Why Did Buffett Cut Positions in JNJ and PG?

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 |  Includes: BRK.A, COP, JNJ, PG
by: Dividend Growth Investor

Warren Buffett’s iconic letter to shareholders has been published on Berkshire Hathaway's (NYSE:BRK.A) website. The legendary chairman of Berkshire Hathaway has been writing this annual letter for more than 32 years. In it he summarizes the performance of the various businesses that make up the portfolio of his conglomerate. The Oracle of Omaha often gives insight on his decision making process, when making investments.

Of particular importance to me were his words on his reduction of stakes in Johnson and Johnson (NYSE:JNJ), Procter and Gamble (NYSE:PG) and Conoco Phillips (NYSE:COP):

On the plus side last year, we made purchases totaling $14.5 billion in fixed-income securities issued by Wrigley, Goldman Sachs and General Electric. We very much like these commitments, which carry high current yields that, in themselves, make the investments more than satisfactory. But in each of these three purchases, we also acquired a substantial equity participation as a bonus. To fund these large purchases, I had to sell portions of some holdings that I would have preferred to keep (primarily Johnson & Johnson, Procter & Gamble and ConocoPhillips). However, I have pledged – to you, the rating agencies and myself – to always run Berkshire with more than ample cash. We never want to count on the kindness of strangers in order to meet tomorrow’s obligations. When forced to choose, I will not trade even a night’s sleep for the chance of extra profits.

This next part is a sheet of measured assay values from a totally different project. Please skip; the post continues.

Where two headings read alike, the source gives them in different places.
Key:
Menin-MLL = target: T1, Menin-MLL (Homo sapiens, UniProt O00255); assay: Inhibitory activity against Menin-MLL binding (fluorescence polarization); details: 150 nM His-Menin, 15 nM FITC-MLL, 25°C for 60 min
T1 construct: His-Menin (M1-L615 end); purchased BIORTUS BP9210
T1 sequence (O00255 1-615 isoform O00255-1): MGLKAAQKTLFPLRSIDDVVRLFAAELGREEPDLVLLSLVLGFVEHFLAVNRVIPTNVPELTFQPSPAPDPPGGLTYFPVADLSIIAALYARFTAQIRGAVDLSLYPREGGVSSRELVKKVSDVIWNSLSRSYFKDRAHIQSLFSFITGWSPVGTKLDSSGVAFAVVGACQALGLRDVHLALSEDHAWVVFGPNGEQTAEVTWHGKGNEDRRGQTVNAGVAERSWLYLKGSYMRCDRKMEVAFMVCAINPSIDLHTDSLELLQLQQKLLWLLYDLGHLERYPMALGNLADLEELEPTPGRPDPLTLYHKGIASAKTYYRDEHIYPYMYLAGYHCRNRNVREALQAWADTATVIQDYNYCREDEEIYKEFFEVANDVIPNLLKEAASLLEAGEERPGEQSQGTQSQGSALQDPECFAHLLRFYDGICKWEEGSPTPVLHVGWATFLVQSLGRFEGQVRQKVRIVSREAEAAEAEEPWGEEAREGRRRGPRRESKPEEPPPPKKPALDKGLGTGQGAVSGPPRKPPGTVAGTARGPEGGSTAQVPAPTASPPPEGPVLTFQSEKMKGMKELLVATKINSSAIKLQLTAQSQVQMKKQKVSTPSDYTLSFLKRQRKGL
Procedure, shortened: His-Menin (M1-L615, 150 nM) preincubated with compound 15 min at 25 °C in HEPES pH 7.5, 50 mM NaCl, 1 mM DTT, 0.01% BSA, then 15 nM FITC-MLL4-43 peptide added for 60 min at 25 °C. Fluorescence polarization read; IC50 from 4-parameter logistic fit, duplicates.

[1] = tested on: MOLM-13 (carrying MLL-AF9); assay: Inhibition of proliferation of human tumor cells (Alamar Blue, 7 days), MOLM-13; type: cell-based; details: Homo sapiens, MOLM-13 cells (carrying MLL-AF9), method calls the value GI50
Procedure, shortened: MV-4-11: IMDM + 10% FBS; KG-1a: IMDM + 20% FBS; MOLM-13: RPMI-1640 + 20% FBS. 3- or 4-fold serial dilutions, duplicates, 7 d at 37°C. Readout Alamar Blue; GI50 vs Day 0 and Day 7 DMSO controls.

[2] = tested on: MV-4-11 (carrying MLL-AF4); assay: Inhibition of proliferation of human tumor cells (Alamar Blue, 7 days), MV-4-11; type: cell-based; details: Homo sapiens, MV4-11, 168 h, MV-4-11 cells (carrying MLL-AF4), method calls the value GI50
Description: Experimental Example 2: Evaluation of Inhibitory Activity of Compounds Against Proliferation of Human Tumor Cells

I speculated before that one reason why he might be selling solid dividend stocks such as Johnson & Johnson and Procter and Gamble could be that they haven’t fallen as much as the broader market, which makes them ideal for Buffett to deploy the funds in other beaten down sectors. Another reason could be that he needs to raise as much cash as possible, in order to participate in other preferred stock or fixed income deals, where he could earn a 10%-15% annual dividend yield, with very favorable terms for his company. Ordinary investors do not however have the purchasing power to participate in such favorable deals at this time.

Buffett also spend several pages discussing derivatives and shortcomings of the Black Scholes option-pricing model.

Disclosure: Author is long JNJ, PG